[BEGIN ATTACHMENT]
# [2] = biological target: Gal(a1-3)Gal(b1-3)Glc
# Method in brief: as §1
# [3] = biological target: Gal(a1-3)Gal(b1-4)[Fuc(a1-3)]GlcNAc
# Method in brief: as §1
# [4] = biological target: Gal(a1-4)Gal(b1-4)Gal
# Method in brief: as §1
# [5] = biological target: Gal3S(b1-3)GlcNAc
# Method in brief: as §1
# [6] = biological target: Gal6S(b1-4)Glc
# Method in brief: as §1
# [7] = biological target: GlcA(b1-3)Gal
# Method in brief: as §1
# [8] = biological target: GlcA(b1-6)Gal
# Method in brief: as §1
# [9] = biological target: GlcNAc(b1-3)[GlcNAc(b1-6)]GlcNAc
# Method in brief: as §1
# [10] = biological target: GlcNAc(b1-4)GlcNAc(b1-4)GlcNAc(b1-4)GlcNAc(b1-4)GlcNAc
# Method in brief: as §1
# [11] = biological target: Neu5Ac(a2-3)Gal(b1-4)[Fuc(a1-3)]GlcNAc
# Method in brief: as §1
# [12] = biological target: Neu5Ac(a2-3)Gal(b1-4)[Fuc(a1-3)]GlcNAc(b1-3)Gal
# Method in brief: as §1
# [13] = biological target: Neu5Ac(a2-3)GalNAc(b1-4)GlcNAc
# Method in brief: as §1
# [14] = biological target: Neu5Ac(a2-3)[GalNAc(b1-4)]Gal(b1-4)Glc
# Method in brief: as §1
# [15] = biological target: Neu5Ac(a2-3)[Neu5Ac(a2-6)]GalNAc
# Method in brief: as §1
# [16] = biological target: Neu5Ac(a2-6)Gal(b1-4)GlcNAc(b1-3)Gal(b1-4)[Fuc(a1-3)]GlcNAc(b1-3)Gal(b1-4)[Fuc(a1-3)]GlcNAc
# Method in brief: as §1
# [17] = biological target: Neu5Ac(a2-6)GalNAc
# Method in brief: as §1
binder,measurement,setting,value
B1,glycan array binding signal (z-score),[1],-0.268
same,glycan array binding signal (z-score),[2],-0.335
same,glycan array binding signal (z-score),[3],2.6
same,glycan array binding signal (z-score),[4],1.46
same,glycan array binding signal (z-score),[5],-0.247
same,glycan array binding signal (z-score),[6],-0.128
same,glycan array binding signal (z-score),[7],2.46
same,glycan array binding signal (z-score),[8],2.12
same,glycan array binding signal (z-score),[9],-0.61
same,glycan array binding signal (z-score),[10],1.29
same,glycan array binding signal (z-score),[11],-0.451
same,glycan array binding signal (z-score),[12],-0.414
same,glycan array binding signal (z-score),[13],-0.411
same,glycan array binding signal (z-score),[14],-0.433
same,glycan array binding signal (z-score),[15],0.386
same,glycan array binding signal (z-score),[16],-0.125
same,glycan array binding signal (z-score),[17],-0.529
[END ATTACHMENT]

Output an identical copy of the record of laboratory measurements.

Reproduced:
# [2] = biological target: Gal(a1-3)Gal(b1-3)Glc
# Method in brief: as §1
# [3] = biological target: Gal(a1-3)Gal(b1-4)[Fuc(a1-3)]GlcNAc
# Method in brief: as §1
# [4] = biological target: Gal(a1-4)Gal(b1-4)Gal
# Method in brief: as §1
# [5] = biological target: Gal3S(b1-3)GlcNAc
# Method in brief: as §1
# [6] = biological target: Gal6S(b1-4)Glc
# Method in brief: as §1
# [7] = biological target: GlcA(b1-3)Gal
# Method in brief: as §1
# [8] = biological target: GlcA(b1-6)Gal
# Method in brief: as §1
# [9] = biological target: GlcNAc(b1-3)[GlcNAc(b1-6)]GlcNAc
# Method in brief: as §1
# [10] = biological target: GlcNAc(b1-4)GlcNAc(b1-4)GlcNAc(b1-4)GlcNAc(b1-4)GlcNAc
# Method in brief: as §1
# [11] = biological target: Neu5Ac(a2-3)Gal(b1-4)[Fuc(a1-3)]GlcNAc
# Method in brief: as §1
# [12] = biological target: Neu5Ac(a2-3)Gal(b1-4)[Fuc(a1-3)]GlcNAc(b1-3)Gal
# Method in brief: as §1
# [13] = biological target: Neu5Ac(a2-3)GalNAc(b1-4)GlcNAc
# Method in brief: as §1
# [14] = biological target: Neu5Ac(a2-3)[GalNAc(b1-4)]Gal(b1-4)Glc
# Method in brief: as §1
# [15] = biological target: Neu5Ac(a2-3)[Neu5Ac(a2-6)]GalNAc
# Method in brief: as §1
# [16] = biological target: Neu5Ac(a2-6)Gal(b1-4)GlcNAc(b1-3)Gal(b1-4)[Fuc(a1-3)]GlcNAc(b1-3)Gal(b1-4)[Fuc(a1-3)]GlcNAc
# Method in brief: as §1
# [17] = biological target: Neu5Ac(a2-6)GalNAc
# Method in brief: as §1
binder,measurement,setting,value
B1,glycan array binding signal (z-score),[1],-0.268
same,glycan array binding signal (z-score),[2],-0.335
same,glycan array binding signal (z-score),[3],2.6
same,glycan array binding signal (z-score),[4],1.46
same,glycan array binding signal (z-score),[5],-0.247
same,glycan array binding signal (z-score),[6],-0.128
same,glycan array binding signal (z-score),[7],2.46
same,glycan array binding signal (z-score),[8],2.12
same,glycan array binding signal (z-score),[9],-0.61
same,glycan array binding signal (z-score),[10],1.29
same,glycan array binding signal (z-score),[11],-0.451
same,glycan array binding signal (z-score),[12],-0.414
same,glycan array binding signal (z-score),[13],-0.411
same,glycan array binding signal (z-score),[14],-0.433
same,glycan array binding signal (z-score),[15],0.386
same,glycan array binding signal (z-score),[16],-0.125
same,glycan array binding signal (z-score),[17],-0.529